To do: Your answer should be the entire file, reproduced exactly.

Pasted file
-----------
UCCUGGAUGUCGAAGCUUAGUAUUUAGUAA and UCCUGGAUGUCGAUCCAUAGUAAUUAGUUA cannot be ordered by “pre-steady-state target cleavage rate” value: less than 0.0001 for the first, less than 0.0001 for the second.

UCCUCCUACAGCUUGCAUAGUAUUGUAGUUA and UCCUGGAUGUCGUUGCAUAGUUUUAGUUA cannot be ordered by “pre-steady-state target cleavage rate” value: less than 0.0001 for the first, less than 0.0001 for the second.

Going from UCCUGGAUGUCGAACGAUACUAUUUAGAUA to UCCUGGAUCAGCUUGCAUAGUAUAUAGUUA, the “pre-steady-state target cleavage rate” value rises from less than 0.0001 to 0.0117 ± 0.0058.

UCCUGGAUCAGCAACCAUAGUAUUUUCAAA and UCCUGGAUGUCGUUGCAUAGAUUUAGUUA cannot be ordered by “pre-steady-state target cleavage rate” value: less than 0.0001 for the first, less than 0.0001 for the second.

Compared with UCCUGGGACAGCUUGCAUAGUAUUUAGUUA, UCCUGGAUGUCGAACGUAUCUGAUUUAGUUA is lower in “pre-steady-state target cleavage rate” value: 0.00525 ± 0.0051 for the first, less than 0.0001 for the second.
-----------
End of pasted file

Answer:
UCCUGGAUGUCGAAGCUUAGUAUUUAGUAA and UCCUGGAUGUCGAUCCAUAGUAAUUAGUUA cannot be ordered by “pre-steady-state target cleavage rate” value: less than 0.0001 for the first, less than 0.0001 for the second.

UCCUCCUACAGCUUGCAUAGUAUUGUAGUUA and UCCUGGAUGUCGUUGCAUAGUUUUAGUUA cannot be ordered by “pre-steady-state target cleavage rate” value: less than 0.0001 for the first, less than 0.0001 for the second.

Going from UCCUGGAUGUCGAACGAUACUAUUUAGAUA to UCCUGGAUCAGCUUGCAUAGUAUAUAGUUA, the “pre-steady-state target cleavage rate” value rises from less than 0.0001 to 0.0117 ± 0.0058.

UCCUGGAUCAGCAACCAUAGUAUUUUCAAA and UCCUGGAUGUCGUUGCAUAGAUUUAGUUA cannot be ordered by “pre-steady-state target cleavage rate” value: less than 0.0001 for the first, less than 0.0001 for the second.

Compared with UCCUGGGACAGCUUGCAUAGUAUUUAGUUA, UCCUGGAUGUCGAACGUAUCUGAUUUAGUUA is lower in “pre-steady-state target cleavage rate” value: 0.00525 ± 0.0051 for the first, less than 0.0001 for the second.